HISTORY OF HOUSE MUSIC VOL. 2: NEW YORK GARAGE STYLE (Cold Front) Where the Chicago-based volume one honors disco and spawned techno, the Gotham-based volume two honors funk and spawned nothing. Compressing clenched male studio voices into keyb-saturated bass-and-percussion, it's just a dense, urgent, anxious moment of dance music--unutopian even when Colonel Abrams soul-shouts that "Music Is the Answer." "Don't Make Me Wait" set it off. "Set It Off" was the answer. A MINUS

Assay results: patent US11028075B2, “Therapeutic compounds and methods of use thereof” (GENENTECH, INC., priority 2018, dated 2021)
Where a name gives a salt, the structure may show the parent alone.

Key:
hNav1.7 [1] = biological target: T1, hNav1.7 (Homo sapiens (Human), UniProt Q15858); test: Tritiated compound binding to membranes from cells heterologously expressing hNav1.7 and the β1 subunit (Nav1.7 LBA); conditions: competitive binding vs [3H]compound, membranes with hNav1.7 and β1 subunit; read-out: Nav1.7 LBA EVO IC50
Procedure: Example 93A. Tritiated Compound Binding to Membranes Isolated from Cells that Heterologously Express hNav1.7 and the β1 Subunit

IGGY AND THE STOOGES: Raw Power (Columbia/Legacy) Strict constructionists and lo-fi snobs charge indignantly that by remixing his own album Iggy has made a mockery of history and done irreparable damage to a priceless work of art. This is really stupid. Before it was anointed the Platonic idea of rock and roll by desperate young men who didn't have much else to choose from, first-generation Iggyphiles charged just as indignantly that David Bowie had mixed the real thing way too thin--as Iggy observes, this classic-by-comparison always sounded "weedy" (although, not to insult a valued colleague, "David's" version was also "very creative"). So the pumped bass and vocals Iggy has uncovered on the original tapes, which were supposed to coexist with their high-end screech to begin with, are a quantum improvement. Plus you can finally hear the celeste on "Penetration"--sounds great! Only the slow ones, which like all of Iggy's slow ones are not as good as his fast ones, stand between a statement of principle and a priceless work of art. A MINUS